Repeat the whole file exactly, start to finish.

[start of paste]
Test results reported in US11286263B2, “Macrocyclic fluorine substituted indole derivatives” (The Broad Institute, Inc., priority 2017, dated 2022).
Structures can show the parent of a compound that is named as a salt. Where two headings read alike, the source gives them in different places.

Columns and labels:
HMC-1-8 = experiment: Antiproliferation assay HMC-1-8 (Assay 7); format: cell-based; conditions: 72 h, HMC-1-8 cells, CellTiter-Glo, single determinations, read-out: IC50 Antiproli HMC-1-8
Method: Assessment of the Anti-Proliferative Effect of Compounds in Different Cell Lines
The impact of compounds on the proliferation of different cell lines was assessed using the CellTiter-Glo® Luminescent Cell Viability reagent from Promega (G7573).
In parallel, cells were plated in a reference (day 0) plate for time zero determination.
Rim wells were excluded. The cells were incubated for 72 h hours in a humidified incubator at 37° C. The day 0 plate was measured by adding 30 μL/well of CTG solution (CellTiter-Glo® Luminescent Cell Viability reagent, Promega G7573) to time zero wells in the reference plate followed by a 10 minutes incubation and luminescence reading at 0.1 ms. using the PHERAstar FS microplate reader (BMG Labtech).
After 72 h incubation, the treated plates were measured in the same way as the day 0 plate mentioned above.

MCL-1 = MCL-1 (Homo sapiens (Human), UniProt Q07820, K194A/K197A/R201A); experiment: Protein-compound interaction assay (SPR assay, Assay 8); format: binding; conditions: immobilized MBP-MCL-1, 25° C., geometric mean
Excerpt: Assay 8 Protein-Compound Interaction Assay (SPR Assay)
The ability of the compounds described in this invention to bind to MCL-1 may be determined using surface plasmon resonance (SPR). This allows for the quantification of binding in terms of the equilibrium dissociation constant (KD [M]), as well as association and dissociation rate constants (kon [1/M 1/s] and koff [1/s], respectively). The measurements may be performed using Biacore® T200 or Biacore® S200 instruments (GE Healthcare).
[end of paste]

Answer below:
Test results reported in US11286263B2, “Macrocyclic fluorine substituted indole derivatives” (The Broad Institute, Inc., priority 2017, dated 2022).
Structures can show the parent of a compound that is named as a salt. Where two headings read alike, the source gives them in different places.

Columns and labels:
HMC-1-8 = experiment: Antiproliferation assay HMC-1-8 (Assay 7); format: cell-based; conditions: 72 h, HMC-1-8 cells, CellTiter-Glo, single determinations, read-out: IC50 Antiproli HMC-1-8
Method: Assessment of the Anti-Proliferative Effect of Compounds in Different Cell Lines
The impact of compounds on the proliferation of different cell lines was assessed using the CellTiter-Glo® Luminescent Cell Viability reagent from Promega (G7573).
In parallel, cells were plated in a reference (day 0) plate for time zero determination.
Rim wells were excluded. The cells were incubated for 72 h hours in a humidified incubator at 37° C. The day 0 plate was measured by adding 30 μL/well of CTG solution (CellTiter-Glo® Luminescent Cell Viability reagent, Promega G7573) to time zero wells in the reference plate followed by a 10 minutes incubation and luminescence reading at 0.1 ms. using the PHERAstar FS microplate reader (BMG Labtech).
After 72 h incubation, the treated plates were measured in the same way as the day 0 plate mentioned above.

MCL-1 = MCL-1 (Homo sapiens (Human), UniProt Q07820, K194A/K197A/R201A); experiment: Protein-compound interaction assay (SPR assay, Assay 8); format: binding; conditions: immobilized MBP-MCL-1, 25° C., geometric mean
Excerpt: Assay 8 Protein-Compound Interaction Assay (SPR Assay)
The ability of the compounds described in this invention to bind to MCL-1 may be determined using surface plasmon resonance (SPR). This allows for the quantification of binding in terms of the equilibrium dissociation constant (KD [M]), as well as association and dissociation rate constants (kon [1/M 1/s] and koff [1/s], respectively). The measurements may be performed using Biacore® T200 or Biacore® S200 instruments (GE Healthcare).